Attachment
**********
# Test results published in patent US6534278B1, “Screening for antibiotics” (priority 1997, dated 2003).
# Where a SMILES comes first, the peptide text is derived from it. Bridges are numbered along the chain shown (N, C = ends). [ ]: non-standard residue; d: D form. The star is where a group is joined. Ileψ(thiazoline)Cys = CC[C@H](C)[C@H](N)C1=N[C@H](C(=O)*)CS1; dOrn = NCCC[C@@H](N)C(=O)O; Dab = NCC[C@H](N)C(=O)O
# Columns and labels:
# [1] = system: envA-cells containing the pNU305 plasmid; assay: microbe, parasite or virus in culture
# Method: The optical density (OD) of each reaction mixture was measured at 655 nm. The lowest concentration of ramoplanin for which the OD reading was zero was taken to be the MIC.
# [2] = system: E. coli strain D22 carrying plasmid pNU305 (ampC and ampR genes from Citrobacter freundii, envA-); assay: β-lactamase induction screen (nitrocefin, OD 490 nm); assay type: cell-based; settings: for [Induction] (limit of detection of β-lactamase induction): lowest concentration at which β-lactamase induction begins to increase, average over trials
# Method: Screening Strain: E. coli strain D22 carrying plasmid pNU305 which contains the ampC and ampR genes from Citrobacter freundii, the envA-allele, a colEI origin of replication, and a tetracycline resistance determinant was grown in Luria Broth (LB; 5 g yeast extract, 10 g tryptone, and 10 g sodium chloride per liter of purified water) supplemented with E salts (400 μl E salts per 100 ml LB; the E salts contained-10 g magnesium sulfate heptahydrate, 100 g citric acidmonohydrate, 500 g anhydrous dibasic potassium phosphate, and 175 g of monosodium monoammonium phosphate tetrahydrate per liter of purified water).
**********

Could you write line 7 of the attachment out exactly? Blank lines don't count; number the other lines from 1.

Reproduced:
# Method: Screening Strain: E. coli strain D22 carrying plasmid pNU305 which contains the ampC and ampR genes from Citrobacter freundii, the envA-allele, a colEI origin of replication, and a tetracycline resistance determinant was grown in Luria Broth (LB; 5 g yeast extract, 10 g tryptone, and 10 g sodium chloride per liter of purified water) supplemented with E salts (400 μl E salts per 100 ml LB; the E salts contained-10 g magnesium sulfate heptahydrate, 100 g citric acidmonohydrate, 500 g anhydrous dibasic potassium phosphate, and 175 g of monosodium monoammonium phosphate tetrahydrate per liter of purified water).